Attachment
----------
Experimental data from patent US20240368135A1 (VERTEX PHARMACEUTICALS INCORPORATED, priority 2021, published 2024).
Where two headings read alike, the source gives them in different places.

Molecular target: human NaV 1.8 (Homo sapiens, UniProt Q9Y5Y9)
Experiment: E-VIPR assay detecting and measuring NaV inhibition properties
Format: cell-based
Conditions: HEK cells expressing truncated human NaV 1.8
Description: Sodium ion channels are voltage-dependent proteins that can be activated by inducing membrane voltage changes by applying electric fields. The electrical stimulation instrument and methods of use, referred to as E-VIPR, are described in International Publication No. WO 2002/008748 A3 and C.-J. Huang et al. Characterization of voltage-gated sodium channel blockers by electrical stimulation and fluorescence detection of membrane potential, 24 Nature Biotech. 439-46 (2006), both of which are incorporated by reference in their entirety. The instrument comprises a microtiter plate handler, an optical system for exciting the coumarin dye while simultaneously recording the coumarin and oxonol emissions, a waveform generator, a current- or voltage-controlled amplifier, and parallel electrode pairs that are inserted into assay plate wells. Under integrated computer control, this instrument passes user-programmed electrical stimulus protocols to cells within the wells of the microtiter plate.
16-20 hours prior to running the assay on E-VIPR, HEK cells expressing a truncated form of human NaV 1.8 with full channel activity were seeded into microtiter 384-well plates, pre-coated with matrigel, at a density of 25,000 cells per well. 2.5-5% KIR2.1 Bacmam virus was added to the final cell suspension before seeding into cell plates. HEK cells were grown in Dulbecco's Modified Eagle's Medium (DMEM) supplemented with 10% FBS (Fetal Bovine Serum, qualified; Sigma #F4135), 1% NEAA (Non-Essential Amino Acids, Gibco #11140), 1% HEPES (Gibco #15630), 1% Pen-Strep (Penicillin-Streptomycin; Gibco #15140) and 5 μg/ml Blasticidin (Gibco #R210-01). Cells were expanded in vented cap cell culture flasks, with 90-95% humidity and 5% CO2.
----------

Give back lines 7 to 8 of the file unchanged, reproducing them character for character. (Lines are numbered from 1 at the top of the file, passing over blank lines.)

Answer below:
Description: Sodium ion channels are voltage-dependent proteins that can be activated by inducing membrane voltage changes by applying electric fields. The electrical stimulation instrument and methods of use, referred to as E-VIPR, are described in International Publication No. WO 2002/008748 A3 and C.-J. Huang et al. Characterization of voltage-gated sodium channel blockers by electrical stimulation and fluorescence detection of membrane potential, 24 Nature Biotech. 439-46 (2006), both of which are incorporated by reference in their entirety. The instrument comprises a microtiter plate handler, an optical system for exciting the coumarin dye while simultaneously recording the coumarin and oxonol emissions, a waveform generator, a current- or voltage-controlled amplifier, and parallel electrode pairs that are inserted into assay plate wells. Under integrated computer control, this instrument passes user-programmed electrical stimulus protocols to cells within the wells of the microtiter plate.
16-20 hours prior to running the assay on E-VIPR, HEK cells expressing a truncated form of human NaV 1.8 with full channel activity were seeded into microtiter 384-well plates, pre-coated with matrigel, at a density of 25,000 cells per well. 2.5-5% KIR2.1 Bacmam virus was added to the final cell suspension before seeding into cell plates. HEK cells were grown in Dulbecco's Modified Eagle's Medium (DMEM) supplemented with 10% FBS (Fetal Bovine Serum, qualified; Sigma #F4135), 1% NEAA (Non-Essential Amino Acids, Gibco #11140), 1% HEPES (Gibco #15630), 1% Pen-Strep (Penicillin-Streptomycin; Gibco #15140) and 5 μg/ml Blasticidin (Gibco #R210-01). Cells were expanded in vented cap cell culture flasks, with 90-95% humidity and 5% CO2.